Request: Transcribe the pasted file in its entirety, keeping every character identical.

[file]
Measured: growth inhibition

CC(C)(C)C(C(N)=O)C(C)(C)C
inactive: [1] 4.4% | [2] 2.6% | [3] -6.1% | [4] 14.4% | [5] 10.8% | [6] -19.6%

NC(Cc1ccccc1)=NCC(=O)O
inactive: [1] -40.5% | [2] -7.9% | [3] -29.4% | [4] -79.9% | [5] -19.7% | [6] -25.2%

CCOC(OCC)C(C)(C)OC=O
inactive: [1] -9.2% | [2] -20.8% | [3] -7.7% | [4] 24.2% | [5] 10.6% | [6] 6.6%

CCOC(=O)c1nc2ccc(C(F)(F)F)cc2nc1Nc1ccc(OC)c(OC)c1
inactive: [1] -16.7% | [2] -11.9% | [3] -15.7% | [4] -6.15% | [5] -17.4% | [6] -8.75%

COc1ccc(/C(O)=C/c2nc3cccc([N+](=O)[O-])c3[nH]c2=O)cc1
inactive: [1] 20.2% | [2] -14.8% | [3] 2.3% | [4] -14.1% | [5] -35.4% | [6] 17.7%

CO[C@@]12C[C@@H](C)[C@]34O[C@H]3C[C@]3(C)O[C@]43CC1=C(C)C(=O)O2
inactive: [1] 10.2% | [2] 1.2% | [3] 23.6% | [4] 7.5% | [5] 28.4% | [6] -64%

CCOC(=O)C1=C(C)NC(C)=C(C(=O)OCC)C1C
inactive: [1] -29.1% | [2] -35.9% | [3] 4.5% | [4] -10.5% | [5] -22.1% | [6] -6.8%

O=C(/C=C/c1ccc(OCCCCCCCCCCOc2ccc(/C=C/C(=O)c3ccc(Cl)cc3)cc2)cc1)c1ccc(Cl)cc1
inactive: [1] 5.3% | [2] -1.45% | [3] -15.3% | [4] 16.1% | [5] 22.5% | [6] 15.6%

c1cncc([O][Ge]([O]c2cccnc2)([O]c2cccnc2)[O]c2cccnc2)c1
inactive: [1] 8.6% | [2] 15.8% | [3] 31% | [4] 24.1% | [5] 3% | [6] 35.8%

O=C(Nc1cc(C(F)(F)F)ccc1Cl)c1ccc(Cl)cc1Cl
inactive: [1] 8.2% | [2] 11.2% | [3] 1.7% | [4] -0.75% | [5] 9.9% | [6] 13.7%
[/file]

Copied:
Measured: growth inhibition

CC(C)(C)C(C(N)=O)C(C)(C)C
inactive: [1] 4.4% | [2] 2.6% | [3] -6.1% | [4] 14.4% | [5] 10.8% | [6] -19.6%

NC(Cc1ccccc1)=NCC(=O)O
inactive: [1] -40.5% | [2] -7.9% | [3] -29.4% | [4] -79.9% | [5] -19.7% | [6] -25.2%

CCOC(OCC)C(C)(C)OC=O
inactive: [1] -9.2% | [2] -20.8% | [3] -7.7% | [4] 24.2% | [5] 10.6% | [6] 6.6%

CCOC(=O)c1nc2ccc(C(F)(F)F)cc2nc1Nc1ccc(OC)c(OC)c1
inactive: [1] -16.7% | [2] -11.9% | [3] -15.7% | [4] -6.15% | [5] -17.4% | [6] -8.75%

COc1ccc(/C(O)=C/c2nc3cccc([N+](=O)[O-])c3[nH]c2=O)cc1
inactive: [1] 20.2% | [2] -14.8% | [3] 2.3% | [4] -14.1% | [5] -35.4% | [6] 17.7%

CO[C@@]12C[C@@H](C)[C@]34O[C@H]3C[C@]3(C)O[C@]43CC1=C(C)C(=O)O2
inactive: [1] 10.2% | [2] 1.2% | [3] 23.6% | [4] 7.5% | [5] 28.4% | [6] -64%

CCOC(=O)C1=C(C)NC(C)=C(C(=O)OCC)C1C
inactive: [1] -29.1% | [2] -35.9% | [3] 4.5% | [4] -10.5% | [5] -22.1% | [6] -6.8%

O=C(/C=C/c1ccc(OCCCCCCCCCCOc2ccc(/C=C/C(=O)c3ccc(Cl)cc3)cc2)cc1)c1ccc(Cl)cc1
inactive: [1] 5.3% | [2] -1.45% | [3] -15.3% | [4] 16.1% | [5] 22.5% | [6] 15.6%

c1cncc([O][Ge]([O]c2cccnc2)([O]c2cccnc2)[O]c2cccnc2)c1
inactive: [1] 8.6% | [2] 15.8% | [3] 31% | [4] 24.1% | [5] 3% | [6] 35.8%

O=C(Nc1cc(C(F)(F)F)ccc1Cl)c1ccc(Cl)cc1Cl
inactive: [1] 8.2% | [2] 11.2% | [3] 1.7% | [4] -0.75% | [5] 9.9% | [6] 13.7%